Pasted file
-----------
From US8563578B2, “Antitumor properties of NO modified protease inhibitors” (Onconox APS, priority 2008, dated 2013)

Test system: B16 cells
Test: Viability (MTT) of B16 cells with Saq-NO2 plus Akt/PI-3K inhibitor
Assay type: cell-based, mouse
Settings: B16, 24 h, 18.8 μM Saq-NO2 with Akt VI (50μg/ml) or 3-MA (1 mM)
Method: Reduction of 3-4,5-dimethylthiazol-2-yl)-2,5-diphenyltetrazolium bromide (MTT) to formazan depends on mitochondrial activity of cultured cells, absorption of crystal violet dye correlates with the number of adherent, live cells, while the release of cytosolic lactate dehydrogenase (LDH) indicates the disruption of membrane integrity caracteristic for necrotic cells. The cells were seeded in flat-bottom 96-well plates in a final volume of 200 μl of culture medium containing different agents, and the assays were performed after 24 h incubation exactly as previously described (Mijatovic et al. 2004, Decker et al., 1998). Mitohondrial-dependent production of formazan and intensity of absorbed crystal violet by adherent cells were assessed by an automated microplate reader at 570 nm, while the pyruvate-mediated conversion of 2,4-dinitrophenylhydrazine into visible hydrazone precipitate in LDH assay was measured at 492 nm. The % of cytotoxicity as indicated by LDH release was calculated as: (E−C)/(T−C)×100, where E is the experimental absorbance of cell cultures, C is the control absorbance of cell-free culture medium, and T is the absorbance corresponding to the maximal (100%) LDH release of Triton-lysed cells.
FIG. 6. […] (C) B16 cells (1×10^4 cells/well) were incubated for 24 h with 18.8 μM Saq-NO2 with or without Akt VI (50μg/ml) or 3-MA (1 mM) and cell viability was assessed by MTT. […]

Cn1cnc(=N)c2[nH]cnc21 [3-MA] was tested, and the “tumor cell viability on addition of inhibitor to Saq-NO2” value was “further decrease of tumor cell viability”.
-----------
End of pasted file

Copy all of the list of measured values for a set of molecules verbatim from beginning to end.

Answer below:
From US8563578B2, “Antitumor properties of NO modified protease inhibitors” (Onconox APS, priority 2008, dated 2013)

Test system: B16 cells
Test: Viability (MTT) of B16 cells with Saq-NO2 plus Akt/PI-3K inhibitor
Assay type: cell-based, mouse
Settings: B16, 24 h, 18.8 μM Saq-NO2 with Akt VI (50μg/ml) or 3-MA (1 mM)
Method: Reduction of 3-4,5-dimethylthiazol-2-yl)-2,5-diphenyltetrazolium bromide (MTT) to formazan depends on mitochondrial activity of cultured cells, absorption of crystal violet dye correlates with the number of adherent, live cells, while the release of cytosolic lactate dehydrogenase (LDH) indicates the disruption of membrane integrity caracteristic for necrotic cells. The cells were seeded in flat-bottom 96-well plates in a final volume of 200 μl of culture medium containing different agents, and the assays were performed after 24 h incubation exactly as previously described (Mijatovic et al. 2004, Decker et al., 1998). Mitohondrial-dependent production of formazan and intensity of absorbed crystal violet by adherent cells were assessed by an automated microplate reader at 570 nm, while the pyruvate-mediated conversion of 2,4-dinitrophenylhydrazine into visible hydrazone precipitate in LDH assay was measured at 492 nm. The % of cytotoxicity as indicated by LDH release was calculated as: (E−C)/(T−C)×100, where E is the experimental absorbance of cell cultures, C is the control absorbance of cell-free culture medium, and T is the absorbance corresponding to the maximal (100%) LDH release of Triton-lysed cells.
FIG. 6. […] (C) B16 cells (1×10^4 cells/well) were incubated for 24 h with 18.8 μM Saq-NO2 with or without Akt VI (50μg/ml) or 3-MA (1 mM) and cell viability was assessed by MTT. […]

Cn1cnc(=N)c2[nH]cnc21 [3-MA] was tested, and the “tumor cell viability on addition of inhibitor to Saq-NO2” value was “further decrease of tumor cell viability”.